ALABAMA – Stronger beer is now legal. Gov. Bill Riley signed legislature allowing beer up to 13.9% alcohol by volume to be sold in the state of Alabama. The new law is effective immediately, so new specialty and imported beers should available for sale by the summer. Brewers will still have to go through the normal processes to assign distributors and register the brands with the state ABC.
JAPAN & PHILIPPINES – As of May 22nd, Japanese brewer, Kirin Holdings, completed its 48% stake purchase of Philippines-based San Miguel Brewery (43% purchased from San Miguel Corp and the additional 5% from publicly owned shares). The deal also included the rights for Kirin Holdings to negotiate exclusively with San Miguel Corp. over sale of the group’s beer assets beyond the Philippines.
INDIANA – On May 18th, the U.S. Supreme Court decided to NOT hear a case challenging the state’s face-to-face purchase requirement for alcohol. The face-to-face law gives the right to those selling alcohol to require identification in order to ensure those purchasing alcohol are at least 21 years old. NBWA President, Craig Purser, stated this decision was a “victory for state-based alcohol regulation.”
INDUSTRY – Morgan Stanley analyst, Michael Steib, has rated AB-InBev and SABMiller, the world’s two largest brewers, as the industry’s best positioned due to the fact that the majority of their sales is done in the United States versus Carlsberg or Heineken whose sales are mainly in the European markets. Before interest and taxes, Heineken’s earnings from the U.S. are only 7%, while AB-InBev’s and SABMiller’s is 40% and 15% respectively. Over all, he states, drinking hasn’t suffered as much in the U.S. as it has in Europe where beer volumes are falling faster.
BELGIUM – Belgium’s competition authority ended the informal probe into AB-InBev’s supply chain practices. The probe was initiated when suppliers complained that the brewer was abusing it’s dominance in the market to force supplier to accept unfair terms. AB-InBev has already confirmed that they will change their payment deadline to suppliers to 120 days from receipt of invoice.
INDUSTRY – The Nielson Company recently presented results from a new U.S. consumer survey that show more than half of consumers (56%) are opting to eat dinner at home versus dining out and more than one third (37%) are going out to bars and night clubs less often. Though alcohol is many times viewed as recession-proof, new consumer trends of stay at home entertaining versus going out, and leaning more toward value brands versus premium, will surely have some impact.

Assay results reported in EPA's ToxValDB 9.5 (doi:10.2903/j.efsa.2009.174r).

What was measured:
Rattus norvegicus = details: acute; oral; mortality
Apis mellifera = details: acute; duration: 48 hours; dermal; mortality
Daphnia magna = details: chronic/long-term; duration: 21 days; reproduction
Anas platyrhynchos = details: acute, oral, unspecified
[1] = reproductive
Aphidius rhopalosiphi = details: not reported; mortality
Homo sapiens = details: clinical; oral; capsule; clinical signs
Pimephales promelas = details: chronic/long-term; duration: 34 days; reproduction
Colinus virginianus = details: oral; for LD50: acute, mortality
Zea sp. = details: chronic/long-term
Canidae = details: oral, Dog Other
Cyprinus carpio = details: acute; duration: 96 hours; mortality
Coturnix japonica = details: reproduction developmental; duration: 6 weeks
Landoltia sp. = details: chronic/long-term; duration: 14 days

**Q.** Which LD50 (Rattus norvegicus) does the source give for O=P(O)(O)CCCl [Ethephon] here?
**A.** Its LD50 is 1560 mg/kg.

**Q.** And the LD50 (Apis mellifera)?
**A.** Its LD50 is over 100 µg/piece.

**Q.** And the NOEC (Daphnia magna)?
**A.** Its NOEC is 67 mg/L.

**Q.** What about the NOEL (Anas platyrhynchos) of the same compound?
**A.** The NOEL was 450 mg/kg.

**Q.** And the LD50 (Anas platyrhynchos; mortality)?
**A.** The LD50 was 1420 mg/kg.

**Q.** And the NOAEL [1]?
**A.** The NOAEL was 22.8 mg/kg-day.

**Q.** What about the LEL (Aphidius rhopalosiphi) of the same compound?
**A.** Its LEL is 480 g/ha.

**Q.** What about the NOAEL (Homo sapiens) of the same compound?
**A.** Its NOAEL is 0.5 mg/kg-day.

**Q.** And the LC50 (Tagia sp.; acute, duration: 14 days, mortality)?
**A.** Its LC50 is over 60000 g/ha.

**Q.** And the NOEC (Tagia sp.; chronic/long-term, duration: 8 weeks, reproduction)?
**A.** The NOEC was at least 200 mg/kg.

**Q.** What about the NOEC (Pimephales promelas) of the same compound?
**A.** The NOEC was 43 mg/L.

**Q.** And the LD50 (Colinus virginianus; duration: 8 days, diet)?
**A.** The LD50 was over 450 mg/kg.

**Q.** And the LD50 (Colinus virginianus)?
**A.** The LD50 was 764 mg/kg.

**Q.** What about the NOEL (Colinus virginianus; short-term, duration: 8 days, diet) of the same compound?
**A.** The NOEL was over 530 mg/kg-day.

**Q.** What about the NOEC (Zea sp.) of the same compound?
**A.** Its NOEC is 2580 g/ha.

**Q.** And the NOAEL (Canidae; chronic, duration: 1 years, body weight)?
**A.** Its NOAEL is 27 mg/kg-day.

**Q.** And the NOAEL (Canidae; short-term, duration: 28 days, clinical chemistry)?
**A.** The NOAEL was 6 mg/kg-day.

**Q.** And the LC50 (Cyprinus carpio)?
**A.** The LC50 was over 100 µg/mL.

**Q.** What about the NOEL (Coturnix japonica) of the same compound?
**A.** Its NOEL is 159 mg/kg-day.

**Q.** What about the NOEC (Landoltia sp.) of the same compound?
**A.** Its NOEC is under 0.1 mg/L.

ILLINOIS – Legislative leaders are considering increasing the tax on beer by 2.6 cents per six-pack to raise $1 billion for a proposed multibillion-dollar statewide construction program. This will be the first increase in ten years. Also, under consideration will be increased taxes on liquor and wine, 80 cents and 13 cents per bottle respectively.
INDUSTRY – SABMiller PLC has announced it plans to reduce investment expenditures and increase cost cutting after posting a 7% decline in annual profits. According to CEO Graham Mackay, capital spending will be reduced 30% to $1.5 billion and some Columbian distribution depots will be closed saving $37 million annually by the year 2011. Mackay states that the company is taking appropriate short term measures in certain countries to cut costs in order to offset less consumer demand.
MEXICO – Combined beer exports for Grupo Modelo and FEMSA, for Q1 2009 have decreased 5%, to 3.866 million hls, the lowest level since 2003. The decline can be attributed to not only the suffering economy, but from the strong competition from the U.S. market as consumers are looking for more mainstream brews versus premium selections.
UNITED STATES – How will President Obama’s $1.2 trillion healthcare plan be funded? Some recommendations from a Senate Finance Committee included reducing tax exemptions on employer-provided health care benefits based on employee incomes or value of their plans – or both. Another suggestion was to eliminate or put a limit on the amount employees can contribute to tax-free flex spending accounts. Inevitably, there were tax suggestions tied to healthier behavior. For example, a proposal to increase tax on alcohol, eliminate the tax variances between wine, liquor and beer. It was also proposed to begin levying tax on sugary drinks such as sodas, energy and sports drinks, fruit and vegetable drinks, as well as iced teas and iced coffees. Sounds like the only item on the non-taxable list are drinks sweetened with no calorie sweeteners.
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